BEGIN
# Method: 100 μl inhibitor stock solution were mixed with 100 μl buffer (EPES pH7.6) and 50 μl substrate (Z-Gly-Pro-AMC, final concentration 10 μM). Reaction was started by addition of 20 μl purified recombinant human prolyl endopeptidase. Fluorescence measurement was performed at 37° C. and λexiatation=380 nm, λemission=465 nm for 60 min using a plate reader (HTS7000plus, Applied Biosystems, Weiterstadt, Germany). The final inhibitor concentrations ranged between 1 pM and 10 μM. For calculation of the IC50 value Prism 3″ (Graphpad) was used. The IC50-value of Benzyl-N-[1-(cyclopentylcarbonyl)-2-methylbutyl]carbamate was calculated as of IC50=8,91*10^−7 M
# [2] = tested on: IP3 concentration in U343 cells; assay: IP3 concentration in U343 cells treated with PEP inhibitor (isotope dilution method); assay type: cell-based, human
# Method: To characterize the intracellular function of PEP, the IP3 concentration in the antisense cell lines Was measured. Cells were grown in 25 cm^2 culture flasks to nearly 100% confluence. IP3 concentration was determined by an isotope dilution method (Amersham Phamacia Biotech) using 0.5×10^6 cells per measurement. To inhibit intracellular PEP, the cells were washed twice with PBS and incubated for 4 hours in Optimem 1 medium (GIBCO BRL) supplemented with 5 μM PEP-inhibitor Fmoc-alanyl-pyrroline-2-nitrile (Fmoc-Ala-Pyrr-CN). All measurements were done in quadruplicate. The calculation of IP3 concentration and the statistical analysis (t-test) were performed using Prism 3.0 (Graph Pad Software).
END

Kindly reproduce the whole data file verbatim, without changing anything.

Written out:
# Method: 100 μl inhibitor stock solution were mixed with 100 μl buffer (EPES pH7.6) and 50 μl substrate (Z-Gly-Pro-AMC, final concentration 10 μM). Reaction was started by addition of 20 μl purified recombinant human prolyl endopeptidase. Fluorescence measurement was performed at 37° C. and λexiatation=380 nm, λemission=465 nm for 60 min using a plate reader (HTS7000plus, Applied Biosystems, Weiterstadt, Germany). The final inhibitor concentrations ranged between 1 pM and 10 μM. For calculation of the IC50 value Prism 3″ (Graphpad) was used. The IC50-value of Benzyl-N-[1-(cyclopentylcarbonyl)-2-methylbutyl]carbamate was calculated as of IC50=8,91*10^−7 M
# [2] = tested on: IP3 concentration in U343 cells; assay: IP3 concentration in U343 cells treated with PEP inhibitor (isotope dilution method); assay type: cell-based, human
# Method: To characterize the intracellular function of PEP, the IP3 concentration in the antisense cell lines Was measured. Cells were grown in 25 cm^2 culture flasks to nearly 100% confluence. IP3 concentration was determined by an isotope dilution method (Amersham Phamacia Biotech) using 0.5×10^6 cells per measurement. To inhibit intracellular PEP, the cells were washed twice with PBS and incubated for 4 hours in Optimem 1 medium (GIBCO BRL) supplemented with 5 μM PEP-inhibitor Fmoc-alanyl-pyrroline-2-nitrile (Fmoc-Ala-Pyrr-CN). All measurements were done in quadruplicate. The calculation of IP3 concentration and the statistical analysis (t-test) were performed using Prism 3.0 (Graph Pad Software).